BAA Ltd., the world’s biggest airport operator, is working on a debt refinancing to improve its credit rating. Facing downgrades, the company hopes to swap $9.6 billion of bonds with new ones that are backed by its London properties: Heathrow and Gatwick.
BAA’s actions, which also include the Heathrow Express train, have been accepted by the Association of British Insurers, according to Ferrovial, the Spanish infrastructure firm that acquired BAA in 2006. The new bonds are expected to be given A- ratings, and existing holders will exchange their non-convertible notes for the new ones. The existing notes are rated BBB- by Standard & Poor’s and Baa2 by Moody’s, both below investment grade.
Ferrovial said the new financing would be “stable and long term” and that it would reduce “future financing uncertainty.”
BAA was taken private two years ago for $20 billion in a deal that was laden with debt. The onslaught of the credit crisis nearly forced the operator — which also manages London’s Stansted airport, along with other facilities in Glasgow, Edinburgh, Aberdeen, Southampton, and Naples, Italy — to breach its loan covenants last year and slowed the refinancing project.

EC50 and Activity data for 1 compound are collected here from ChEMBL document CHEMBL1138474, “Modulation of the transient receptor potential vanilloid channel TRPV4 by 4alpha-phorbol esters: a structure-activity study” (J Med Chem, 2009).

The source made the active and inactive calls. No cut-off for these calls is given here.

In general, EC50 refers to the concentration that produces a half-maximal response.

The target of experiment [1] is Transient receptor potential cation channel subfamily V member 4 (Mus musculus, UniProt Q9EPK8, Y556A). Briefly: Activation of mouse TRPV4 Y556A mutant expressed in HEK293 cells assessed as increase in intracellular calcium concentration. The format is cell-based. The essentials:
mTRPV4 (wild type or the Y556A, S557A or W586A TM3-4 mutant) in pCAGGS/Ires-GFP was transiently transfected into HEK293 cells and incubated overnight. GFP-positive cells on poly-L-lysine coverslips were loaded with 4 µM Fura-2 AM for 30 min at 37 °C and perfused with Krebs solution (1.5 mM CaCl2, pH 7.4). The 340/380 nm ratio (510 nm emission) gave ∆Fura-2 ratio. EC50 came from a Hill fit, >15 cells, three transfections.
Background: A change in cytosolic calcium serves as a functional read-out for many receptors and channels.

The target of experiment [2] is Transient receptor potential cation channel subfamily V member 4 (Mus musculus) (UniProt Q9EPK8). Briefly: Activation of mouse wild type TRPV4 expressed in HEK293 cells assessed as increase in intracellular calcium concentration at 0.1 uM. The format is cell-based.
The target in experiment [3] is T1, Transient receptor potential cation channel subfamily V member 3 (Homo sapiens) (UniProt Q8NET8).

Calling the move “signficiant,” BAA offered bondholders additional interest payments of $30 million and additional one-time incentives of $24 million to entice them to take the deal by the end of the month. If the offer is accepted by 75 percent of BAA bondholders, new notes will be issued next month.
BAA recently has secured a $15 million financing package from Citigroup, Royal Bank of Scotland, HSBC and Santander to fund airport redevelopment projects, but that is contingent on it restructuring its debt. The airline operator has suffered this year from problems related to the opening of Heathrow’s new Terminal 5, opposition to a new runway at Stansted and complaints that it has a monopoly that limits competition.